Molly Elgin-Cossart – Center for American Progress, 7/14/2014
While the drama and sportsmanship of the World Cup has captured the world’s attention for several weeks, an international gathering of a different kind is set to begin in Fortaleza, Brazil, on July 15. After attending the final soccer match at the invitation of Brazilian President Dilma Rousseff, the leaders of Brazil, Russia, India, China, and South Africa, or the BRICS countries, will meet for their sixth summit.
The summit is likely to be more show than substance—but never underestimate the power of a good show. For a group that began as a mere Goldman Sachs acronym, the BRICS has slowly asserted itself as an economic entity. During this week’s summit, the group is likely to announce its own BRICS development bank with starting capital of at least $50 billion, and it is also cautiously wading into political territory.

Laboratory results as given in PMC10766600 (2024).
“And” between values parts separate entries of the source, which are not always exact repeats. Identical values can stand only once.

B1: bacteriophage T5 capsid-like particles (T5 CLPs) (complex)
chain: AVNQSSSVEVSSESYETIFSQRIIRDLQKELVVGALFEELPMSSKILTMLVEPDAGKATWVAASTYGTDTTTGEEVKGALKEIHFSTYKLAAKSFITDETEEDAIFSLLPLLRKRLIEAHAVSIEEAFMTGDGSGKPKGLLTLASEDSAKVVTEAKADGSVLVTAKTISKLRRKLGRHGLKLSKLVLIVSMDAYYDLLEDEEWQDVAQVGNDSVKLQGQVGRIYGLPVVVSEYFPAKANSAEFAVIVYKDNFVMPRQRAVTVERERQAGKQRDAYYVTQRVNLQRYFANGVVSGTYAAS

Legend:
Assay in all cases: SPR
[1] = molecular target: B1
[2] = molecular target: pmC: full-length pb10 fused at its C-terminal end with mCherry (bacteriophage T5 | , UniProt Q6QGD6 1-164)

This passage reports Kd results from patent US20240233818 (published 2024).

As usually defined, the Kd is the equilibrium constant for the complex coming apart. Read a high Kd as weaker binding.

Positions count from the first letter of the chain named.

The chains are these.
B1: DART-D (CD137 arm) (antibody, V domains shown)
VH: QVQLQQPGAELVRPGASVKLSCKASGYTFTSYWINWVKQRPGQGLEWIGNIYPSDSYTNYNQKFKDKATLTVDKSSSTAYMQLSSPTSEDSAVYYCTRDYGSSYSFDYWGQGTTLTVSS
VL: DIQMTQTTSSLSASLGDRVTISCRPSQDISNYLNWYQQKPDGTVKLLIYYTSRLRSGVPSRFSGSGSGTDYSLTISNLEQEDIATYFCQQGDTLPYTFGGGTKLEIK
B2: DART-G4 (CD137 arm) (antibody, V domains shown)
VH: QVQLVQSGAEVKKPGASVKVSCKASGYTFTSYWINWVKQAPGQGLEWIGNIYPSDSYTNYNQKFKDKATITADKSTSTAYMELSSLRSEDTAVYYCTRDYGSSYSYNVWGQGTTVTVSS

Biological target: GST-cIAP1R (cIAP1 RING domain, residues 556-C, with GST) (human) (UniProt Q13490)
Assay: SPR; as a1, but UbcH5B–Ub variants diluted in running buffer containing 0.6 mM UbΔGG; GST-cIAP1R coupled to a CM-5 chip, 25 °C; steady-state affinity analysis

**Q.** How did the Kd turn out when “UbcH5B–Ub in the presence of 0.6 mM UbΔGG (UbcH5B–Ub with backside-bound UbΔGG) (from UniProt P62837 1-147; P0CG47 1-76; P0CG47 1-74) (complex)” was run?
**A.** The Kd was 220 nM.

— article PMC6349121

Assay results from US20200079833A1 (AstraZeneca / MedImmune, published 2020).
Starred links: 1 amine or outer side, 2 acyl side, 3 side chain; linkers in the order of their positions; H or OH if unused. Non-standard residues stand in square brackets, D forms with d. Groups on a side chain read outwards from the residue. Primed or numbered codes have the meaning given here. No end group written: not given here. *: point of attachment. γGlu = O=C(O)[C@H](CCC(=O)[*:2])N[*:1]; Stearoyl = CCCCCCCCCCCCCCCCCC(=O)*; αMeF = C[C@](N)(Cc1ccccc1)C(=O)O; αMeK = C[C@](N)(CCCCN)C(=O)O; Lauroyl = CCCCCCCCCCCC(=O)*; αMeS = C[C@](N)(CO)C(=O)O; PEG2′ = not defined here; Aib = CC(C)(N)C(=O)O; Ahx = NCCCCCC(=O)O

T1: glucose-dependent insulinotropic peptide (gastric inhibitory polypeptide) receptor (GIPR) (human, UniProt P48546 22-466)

What is the BRICS?
The BRICS began as BRICs—or Brazil, Russia, India, and China—an acronym coined by Goldman Sachs economist Jim O’Neill as shorthand for the developing economies with high projected growth. The countries took this constructed association seriously and began meeting formally in 2006. South Africa joined the club in 2010.